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Bal. If you

been unfashionably kind; and use her worse than you would any body else, because you can't use her so well as she deserves.

Plume. And are you Sylvia, in good earnest ?

Syl. Earnest ! I have gone too far to make it jest, sir, Plume. And do you give her to me in good earnest?

ease to take her, sir. Plume. Why then I have saved my legs and arms, and lost my liberty ; secure from wounds, I am prepared for the gout; farewell subsistence, and welcome taxes. -Sir, my liberty and the hope of being a general, are much dearer to me than your twelve hundred pounds a-year-But to your love, madam, I resign my freedom, and to your beauty, my ambition greater in obeying at your feet, than commanding at the head of an army.

Enter WORTHY.

Wor. I am sorry to hear, Mr Balance, that you daughter is lost.

Bal. So am not I, sir, since an honest gentleman has found her.

Enter MELINDA. Mel. Pray, Mr Balance, what's become of my cousin Sylvia.

Bal. Your cousin Sylvia is talking yonder with your cousin Plume.

Mel. and Wor. How !

Syl. Do you think it strange, cousin, that a woman should change? But I hope you'll excuse a change that has proceeded from constancy: I altered my outside, because I was the same within, and only laid by the woman, to make sure of my man : that's my history,

Mel. Your history is a little romantic, cousin; but since success has crowned

your
adventures, you

will have the world on your side, and I shall be willing to go with the tide, provided you'll pardon an injury I offered you in the letter to your father.

Plume. That injury, madam, was done to me, and the reparation I expect, shall be made to my friend : make Mr Worthy happy, and I shall be satisfied Mel

. A good example, sir, will go a great wayWhen my cousin is pleased to surrender, 'tis probable I sha'n't hold out much longer.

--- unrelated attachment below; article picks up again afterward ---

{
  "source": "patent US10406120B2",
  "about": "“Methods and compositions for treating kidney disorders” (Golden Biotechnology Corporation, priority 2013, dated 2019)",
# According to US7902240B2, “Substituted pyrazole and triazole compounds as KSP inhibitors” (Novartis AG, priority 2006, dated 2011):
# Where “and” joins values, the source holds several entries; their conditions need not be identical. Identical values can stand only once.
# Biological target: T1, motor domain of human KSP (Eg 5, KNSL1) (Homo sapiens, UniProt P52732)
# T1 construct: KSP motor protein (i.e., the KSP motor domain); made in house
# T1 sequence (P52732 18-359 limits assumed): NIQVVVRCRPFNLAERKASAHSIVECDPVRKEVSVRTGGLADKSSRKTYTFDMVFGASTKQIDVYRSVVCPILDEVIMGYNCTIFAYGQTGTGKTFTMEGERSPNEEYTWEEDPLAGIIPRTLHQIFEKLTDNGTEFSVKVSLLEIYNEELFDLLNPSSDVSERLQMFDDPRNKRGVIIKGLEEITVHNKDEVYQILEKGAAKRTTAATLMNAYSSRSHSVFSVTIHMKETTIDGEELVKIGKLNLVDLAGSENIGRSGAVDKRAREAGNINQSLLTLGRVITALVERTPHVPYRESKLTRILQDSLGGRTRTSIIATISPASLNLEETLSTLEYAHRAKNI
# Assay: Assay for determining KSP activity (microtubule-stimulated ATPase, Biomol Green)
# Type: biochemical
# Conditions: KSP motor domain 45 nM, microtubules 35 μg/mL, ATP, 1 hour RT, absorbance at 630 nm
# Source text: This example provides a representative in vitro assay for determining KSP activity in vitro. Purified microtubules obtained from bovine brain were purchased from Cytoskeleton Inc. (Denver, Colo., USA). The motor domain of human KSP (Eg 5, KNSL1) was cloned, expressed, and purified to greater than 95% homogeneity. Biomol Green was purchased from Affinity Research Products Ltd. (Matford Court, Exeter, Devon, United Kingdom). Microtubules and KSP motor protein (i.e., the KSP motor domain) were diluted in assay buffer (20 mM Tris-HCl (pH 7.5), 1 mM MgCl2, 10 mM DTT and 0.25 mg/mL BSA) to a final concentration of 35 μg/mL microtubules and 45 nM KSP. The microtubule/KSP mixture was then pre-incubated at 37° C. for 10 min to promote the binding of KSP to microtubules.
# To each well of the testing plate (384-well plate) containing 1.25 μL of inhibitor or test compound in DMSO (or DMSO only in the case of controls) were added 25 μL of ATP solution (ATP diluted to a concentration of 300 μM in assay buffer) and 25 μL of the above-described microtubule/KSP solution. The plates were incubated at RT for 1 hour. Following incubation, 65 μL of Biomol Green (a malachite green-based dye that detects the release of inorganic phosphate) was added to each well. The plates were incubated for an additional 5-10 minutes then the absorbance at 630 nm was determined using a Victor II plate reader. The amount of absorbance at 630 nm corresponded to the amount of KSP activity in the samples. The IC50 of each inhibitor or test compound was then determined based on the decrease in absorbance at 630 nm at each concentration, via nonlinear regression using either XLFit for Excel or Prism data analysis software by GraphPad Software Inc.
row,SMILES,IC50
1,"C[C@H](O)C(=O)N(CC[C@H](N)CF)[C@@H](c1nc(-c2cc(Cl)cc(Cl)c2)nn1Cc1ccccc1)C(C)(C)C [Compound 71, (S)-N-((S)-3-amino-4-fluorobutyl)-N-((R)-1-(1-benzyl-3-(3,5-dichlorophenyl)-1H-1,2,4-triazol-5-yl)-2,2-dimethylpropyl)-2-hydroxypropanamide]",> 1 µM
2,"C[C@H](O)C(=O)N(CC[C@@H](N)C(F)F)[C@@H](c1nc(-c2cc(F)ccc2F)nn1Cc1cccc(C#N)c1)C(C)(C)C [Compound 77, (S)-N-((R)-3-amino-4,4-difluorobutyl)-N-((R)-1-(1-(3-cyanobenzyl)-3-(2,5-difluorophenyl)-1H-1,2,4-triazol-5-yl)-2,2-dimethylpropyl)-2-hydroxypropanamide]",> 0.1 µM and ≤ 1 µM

Enter BŘAZEN.

Brazen. Gentlemen, I am yours—Madam, I am not yours.

Mel. I'm glad on't, sir.

Brazen. So am I-You have got a pretty house here, Mr Laconic.

Bai. 'Tis time to right all mistakes.My name, sir, is Balance.

Brazen. Balance! Sir, I am your most obedient-I know

your whole generation--had not you an uncle that was governor of the Leeward Islands, some years ago?

Bal. Did you know him?

Brazen. Intimately, sir; he played at billiards to a miracle.—You had a brother too, that was a captain of a fire-ship-poor Dick he had the most engaging way with him of making punch-and then his cabin was so neat—but his poor boy Jack was the most comical bastard_Ha! ha! ha! ha! ha! a pickled dog, I shall never forget him.

Plume. Have you got your recruits, my dear?
Brazen. Not a stick, my dear!

Plume. Probably I shall furnish you, my dear! Instead of the twenty thousand pounds you talked of,

you shall have the twenty brave recruits that I have raised, at the rate they cost me --My commission I lay down, to be taken up by some braver fellow, that has niore merit, and less good fortune ; whilst I endeavour, by the example of this worthy gentleman, to serve my king and country at home.

With some regret I quit the active field,
Where glory full reward for life does yield;
But the recruiting trade, with all its train
Of endless plague, fatigue, and endless pain,
I gladly quit, with my fair spiruse to stay,
And raise recruits the matrimonial way.

[Exeunt omnes.

THE END.

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